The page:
ALBUQUERQUE, N.M. — Not unlike many college students, Connie Wayne delayed her higher education.
But she didn’t just take a gap year – she waited decades.
“My AARP card came in the mail the same day I got my college (ID) card,” Wayne recalled of enrolling at Central New Mexico Community College as a 55-year-old grandma.
Potential employers showed little interest when Wayne attempted to reenter the workforce a few years ago after stepping away to care for her mom and husband, both of whom had cancer. She surmised that her résumé screamed “old lady” and wanted a fresh start.
“That’s what motivated me,” she said. “I said, ‘I really need to reinvent myself.'”
Today Wayne will pick up her associate’s degree in computer information systems, with an emphasis on digital media, at CNM’s commencement ceremony, one of 1,843 degrees and 2,176 certificates the college is issuing this spring.
Wayne’s reinvention has already paid off with a full-time job. The Southwest Life Real Estate Group hired her earlier this year to direct its marketing and client care efforts. Her responsibilities include web design, social media coordination and editing videos. Co-owner Deanna Dopslaf said Wayne’s pursuit of a college degree was key to her getting the position since the company’s values include ongoing personal growth.
“If you reach a point in your life you feel like you don’t have anything to learn, that’s not the kind of talent we look for,” Dopslaf said, adding that Wayne has said she wants to keep taking classes for the rest of her life.
Wayne, who grew up in Beverly Hills, Calif., did not go the college route after high school. She had been working since age 11, and was also a dancer who got gigs like backup work for the Osmonds.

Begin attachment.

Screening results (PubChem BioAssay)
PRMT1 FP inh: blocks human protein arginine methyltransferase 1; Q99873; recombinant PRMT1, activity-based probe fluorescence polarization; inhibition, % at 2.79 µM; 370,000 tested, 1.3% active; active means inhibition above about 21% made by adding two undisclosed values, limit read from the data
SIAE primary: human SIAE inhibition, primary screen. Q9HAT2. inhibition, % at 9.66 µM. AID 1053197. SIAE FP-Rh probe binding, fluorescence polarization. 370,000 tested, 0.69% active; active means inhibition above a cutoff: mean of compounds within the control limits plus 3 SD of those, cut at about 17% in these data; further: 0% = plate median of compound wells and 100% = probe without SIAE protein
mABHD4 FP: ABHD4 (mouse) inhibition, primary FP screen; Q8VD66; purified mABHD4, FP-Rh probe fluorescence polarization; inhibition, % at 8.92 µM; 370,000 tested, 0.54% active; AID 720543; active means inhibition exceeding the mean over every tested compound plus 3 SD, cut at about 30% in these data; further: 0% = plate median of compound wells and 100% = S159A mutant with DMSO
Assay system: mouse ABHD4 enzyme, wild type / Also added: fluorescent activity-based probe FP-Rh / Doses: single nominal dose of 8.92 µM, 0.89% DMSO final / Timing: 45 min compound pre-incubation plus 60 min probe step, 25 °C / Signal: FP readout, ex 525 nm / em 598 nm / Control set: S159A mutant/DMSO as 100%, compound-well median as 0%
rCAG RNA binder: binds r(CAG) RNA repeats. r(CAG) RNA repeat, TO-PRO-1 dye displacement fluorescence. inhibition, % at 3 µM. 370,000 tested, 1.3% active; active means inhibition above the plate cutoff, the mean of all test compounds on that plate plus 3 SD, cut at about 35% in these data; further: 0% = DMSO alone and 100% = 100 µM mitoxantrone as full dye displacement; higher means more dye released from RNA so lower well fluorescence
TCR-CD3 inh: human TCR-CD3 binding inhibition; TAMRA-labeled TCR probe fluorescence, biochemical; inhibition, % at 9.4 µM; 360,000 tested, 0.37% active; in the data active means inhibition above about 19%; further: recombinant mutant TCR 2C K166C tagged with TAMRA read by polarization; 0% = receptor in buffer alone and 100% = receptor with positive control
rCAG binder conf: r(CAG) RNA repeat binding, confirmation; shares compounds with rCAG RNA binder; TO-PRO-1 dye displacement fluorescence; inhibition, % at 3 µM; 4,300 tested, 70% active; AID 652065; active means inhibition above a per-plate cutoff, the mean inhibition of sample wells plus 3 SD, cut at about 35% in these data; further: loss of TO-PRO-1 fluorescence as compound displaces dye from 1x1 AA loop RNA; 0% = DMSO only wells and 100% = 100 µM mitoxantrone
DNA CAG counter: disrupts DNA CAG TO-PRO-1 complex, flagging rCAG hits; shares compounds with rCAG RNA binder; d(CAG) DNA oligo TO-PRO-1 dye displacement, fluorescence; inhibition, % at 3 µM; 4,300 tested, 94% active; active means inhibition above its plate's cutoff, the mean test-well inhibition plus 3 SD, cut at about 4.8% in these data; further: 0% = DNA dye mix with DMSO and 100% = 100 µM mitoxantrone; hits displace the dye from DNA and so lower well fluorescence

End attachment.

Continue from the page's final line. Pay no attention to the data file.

The ensuing years brought jobs in retail, banking and real estate, but it all felt irrelevant back in 2015. That’s when Wayne first set foot on CNM’s West Side campus and started asking questions about how to begin anew.
“In all honesty, I wasn’t even sure what I was doing, but I knew that I just had to start, and if I (went) right foot, left foot, once I got further and further into it, I would understand my path a little clearer,” she said.
Wayne, now 57, is not alone – nationally, 38 percent of all U.S. undergraduate students are over 25, according to the Lumina Foundation. At CNM, many are way above 25. The college had more than 1,064 students 50 and up during fall 2017, about 4.4 percent of the population.
Older students are “definitely a population we serve on a regular basis,” said Lidia Muniz, CNM’s associate director for Connect Services, which includes academic coaching. Sometimes they struggle with the technological aspects of CNM’s systems and processes, but Muniz said the college makes help available. Many older students tend to ultimately excel, she said.
“Especially if they’re re-careering, they have a designated goal and they’re determined students,” she said.
Wayne completed many of her early courses online, but took most of her more recent classes on the main campus to access the necessary computer labs. Her age was sometimes conspicuous in what she called a “situational comedy” kind of way, recalling classroom conversations about what students wanted to be when they grew up. But she said maturity actually made her more confident in speaking her mind or asking questions of instructors, many of whom are younger than she is. It also made her particularly appreciative of learning. In fact, she will continue at CNM as she progresses toward a psychology degree. A longtime yogi who teaches at a local studio and also posts online instructional yoga videos, she aims to ultimately to have a yoga therapy practice.
“College has kind of been amazing,” she said. “I like to stay it’s tied every step of my life together in a nice little box.”